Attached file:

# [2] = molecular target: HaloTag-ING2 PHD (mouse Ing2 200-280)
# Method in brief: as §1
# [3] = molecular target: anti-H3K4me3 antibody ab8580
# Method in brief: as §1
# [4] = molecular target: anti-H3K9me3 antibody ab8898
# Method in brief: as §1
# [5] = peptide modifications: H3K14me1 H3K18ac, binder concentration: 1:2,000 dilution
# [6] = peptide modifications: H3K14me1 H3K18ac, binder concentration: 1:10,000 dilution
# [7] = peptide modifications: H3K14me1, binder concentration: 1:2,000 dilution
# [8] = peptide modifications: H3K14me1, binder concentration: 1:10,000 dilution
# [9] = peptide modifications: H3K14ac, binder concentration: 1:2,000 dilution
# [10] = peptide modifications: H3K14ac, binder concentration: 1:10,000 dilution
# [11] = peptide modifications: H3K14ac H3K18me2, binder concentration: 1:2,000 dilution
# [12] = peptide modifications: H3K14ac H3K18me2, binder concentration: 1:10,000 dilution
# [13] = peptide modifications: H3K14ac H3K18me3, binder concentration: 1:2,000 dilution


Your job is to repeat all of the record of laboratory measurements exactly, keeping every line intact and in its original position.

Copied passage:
# [2] = molecular target: HaloTag-ING2 PHD (mouse Ing2 200-280)
# Method in brief: as §1
# [3] = molecular target: anti-H3K4me3 antibody ab8580
# Method in brief: as §1
# [4] = molecular target: anti-H3K9me3 antibody ab8898
# Method in brief: as §1
# [5] = peptide modifications: H3K14me1 H3K18ac, binder concentration: 1:2,000 dilution
# [6] = peptide modifications: H3K14me1 H3K18ac, binder concentration: 1:10,000 dilution
# [7] = peptide modifications: H3K14me1, binder concentration: 1:2,000 dilution
# [8] = peptide modifications: H3K14me1, binder concentration: 1:10,000 dilution
# [9] = peptide modifications: H3K14ac, binder concentration: 1:2,000 dilution
# [10] = peptide modifications: H3K14ac, binder concentration: 1:10,000 dilution
# [11] = peptide modifications: H3K14ac H3K18me2, binder concentration: 1:2,000 dilution
# [12] = peptide modifications: H3K14ac H3K18me2, binder concentration: 1:10,000 dilution
# [13] = peptide modifications: H3K14ac H3K18me3, binder concentration: 1:2,000 dilution